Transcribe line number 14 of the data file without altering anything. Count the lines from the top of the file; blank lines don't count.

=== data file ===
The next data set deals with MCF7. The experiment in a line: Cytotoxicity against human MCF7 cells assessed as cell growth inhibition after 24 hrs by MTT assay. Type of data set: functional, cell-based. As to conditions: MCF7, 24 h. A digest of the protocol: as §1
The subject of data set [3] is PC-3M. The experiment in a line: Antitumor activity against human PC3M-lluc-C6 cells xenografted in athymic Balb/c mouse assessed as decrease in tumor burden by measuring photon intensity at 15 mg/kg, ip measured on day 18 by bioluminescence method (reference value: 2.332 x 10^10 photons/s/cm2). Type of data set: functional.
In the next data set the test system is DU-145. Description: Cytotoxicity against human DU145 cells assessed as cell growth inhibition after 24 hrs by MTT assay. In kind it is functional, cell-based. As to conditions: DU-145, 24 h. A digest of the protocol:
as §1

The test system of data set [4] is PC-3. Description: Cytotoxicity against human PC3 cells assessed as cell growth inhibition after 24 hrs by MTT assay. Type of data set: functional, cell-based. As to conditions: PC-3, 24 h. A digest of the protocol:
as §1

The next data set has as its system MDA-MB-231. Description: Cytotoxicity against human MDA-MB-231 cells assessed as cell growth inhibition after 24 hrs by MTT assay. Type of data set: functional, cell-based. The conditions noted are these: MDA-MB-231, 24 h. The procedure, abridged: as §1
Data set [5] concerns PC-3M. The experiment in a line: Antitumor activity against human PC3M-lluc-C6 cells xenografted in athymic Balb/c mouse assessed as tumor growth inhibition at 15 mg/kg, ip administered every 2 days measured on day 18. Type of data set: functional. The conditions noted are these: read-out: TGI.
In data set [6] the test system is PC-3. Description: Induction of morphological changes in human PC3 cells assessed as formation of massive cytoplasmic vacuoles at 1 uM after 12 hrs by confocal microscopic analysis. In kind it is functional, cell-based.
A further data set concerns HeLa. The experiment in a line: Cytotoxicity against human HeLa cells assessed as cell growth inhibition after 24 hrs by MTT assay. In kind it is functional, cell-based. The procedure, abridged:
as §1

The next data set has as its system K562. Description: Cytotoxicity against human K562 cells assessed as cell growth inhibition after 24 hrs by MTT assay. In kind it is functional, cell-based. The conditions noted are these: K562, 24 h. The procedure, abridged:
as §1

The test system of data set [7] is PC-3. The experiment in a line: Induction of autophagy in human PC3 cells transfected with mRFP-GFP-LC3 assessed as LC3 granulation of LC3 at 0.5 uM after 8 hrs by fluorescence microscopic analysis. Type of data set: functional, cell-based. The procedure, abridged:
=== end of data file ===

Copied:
The test system of data set [7] is PC-3. The experiment in a line: Induction of autophagy in human PC3 cells transfected with mRFP-GFP-LC3 assessed as LC3 granulation of LC3 at 0.5 uM after 8 hrs by fluorescence microscopic analysis. Type of data set: functional, cell-based. The procedure, abridged: